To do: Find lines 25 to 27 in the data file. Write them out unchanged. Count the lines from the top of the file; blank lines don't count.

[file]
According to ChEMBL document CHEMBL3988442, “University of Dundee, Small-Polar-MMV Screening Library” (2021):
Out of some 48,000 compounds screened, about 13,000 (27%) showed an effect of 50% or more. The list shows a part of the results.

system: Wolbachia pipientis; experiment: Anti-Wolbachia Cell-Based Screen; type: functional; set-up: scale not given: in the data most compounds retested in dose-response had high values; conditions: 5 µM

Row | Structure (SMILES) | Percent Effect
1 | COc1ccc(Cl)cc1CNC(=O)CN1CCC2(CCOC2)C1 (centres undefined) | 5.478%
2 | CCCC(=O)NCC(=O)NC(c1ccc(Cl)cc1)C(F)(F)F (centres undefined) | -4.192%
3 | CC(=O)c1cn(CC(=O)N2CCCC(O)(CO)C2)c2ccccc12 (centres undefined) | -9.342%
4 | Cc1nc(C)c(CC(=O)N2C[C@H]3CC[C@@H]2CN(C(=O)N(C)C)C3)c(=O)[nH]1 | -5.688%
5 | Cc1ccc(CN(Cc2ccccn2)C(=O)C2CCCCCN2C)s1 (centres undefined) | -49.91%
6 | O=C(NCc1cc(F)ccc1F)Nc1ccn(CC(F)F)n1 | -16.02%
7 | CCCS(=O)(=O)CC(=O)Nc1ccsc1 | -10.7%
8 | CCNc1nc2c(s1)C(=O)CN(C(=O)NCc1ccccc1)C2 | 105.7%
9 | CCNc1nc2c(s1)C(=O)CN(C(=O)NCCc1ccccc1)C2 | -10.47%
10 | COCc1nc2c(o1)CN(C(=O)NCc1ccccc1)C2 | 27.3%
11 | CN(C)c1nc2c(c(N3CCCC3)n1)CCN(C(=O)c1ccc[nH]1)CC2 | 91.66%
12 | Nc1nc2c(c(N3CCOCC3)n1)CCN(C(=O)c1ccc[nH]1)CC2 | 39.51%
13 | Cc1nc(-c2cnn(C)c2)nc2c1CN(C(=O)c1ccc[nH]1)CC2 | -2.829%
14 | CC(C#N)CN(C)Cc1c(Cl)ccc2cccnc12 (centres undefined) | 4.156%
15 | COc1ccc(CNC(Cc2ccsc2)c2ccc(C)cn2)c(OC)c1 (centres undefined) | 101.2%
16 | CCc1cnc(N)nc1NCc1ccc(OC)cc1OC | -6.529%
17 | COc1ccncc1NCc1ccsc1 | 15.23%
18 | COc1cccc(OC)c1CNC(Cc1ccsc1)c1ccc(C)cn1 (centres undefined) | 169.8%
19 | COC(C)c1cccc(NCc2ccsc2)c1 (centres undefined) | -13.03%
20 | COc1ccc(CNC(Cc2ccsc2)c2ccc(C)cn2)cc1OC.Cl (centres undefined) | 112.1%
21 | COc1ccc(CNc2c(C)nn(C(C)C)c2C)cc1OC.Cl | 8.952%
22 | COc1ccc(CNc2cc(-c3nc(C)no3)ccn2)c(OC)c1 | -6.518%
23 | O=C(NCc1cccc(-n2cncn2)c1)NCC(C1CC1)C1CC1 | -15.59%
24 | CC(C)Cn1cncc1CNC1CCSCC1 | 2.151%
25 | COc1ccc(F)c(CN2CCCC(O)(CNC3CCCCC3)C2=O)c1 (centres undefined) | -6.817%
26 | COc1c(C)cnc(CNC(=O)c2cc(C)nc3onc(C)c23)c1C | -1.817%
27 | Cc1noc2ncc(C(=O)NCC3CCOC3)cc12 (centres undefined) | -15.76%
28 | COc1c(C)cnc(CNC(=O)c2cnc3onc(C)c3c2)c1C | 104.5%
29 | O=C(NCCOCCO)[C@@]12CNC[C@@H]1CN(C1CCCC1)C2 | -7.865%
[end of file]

21 | COc1ccc(CNc2c(C)nn(C(C)C)c2C)cc1OC.Cl | 8.952%
22 | COc1ccc(CNc2cc(-c3nc(C)no3)ccn2)c(OC)c1 | -6.518%
23 | O=C(NCc1cccc(-n2cncn2)c1)NCC(C1CC1)C1CC1 | -15.59%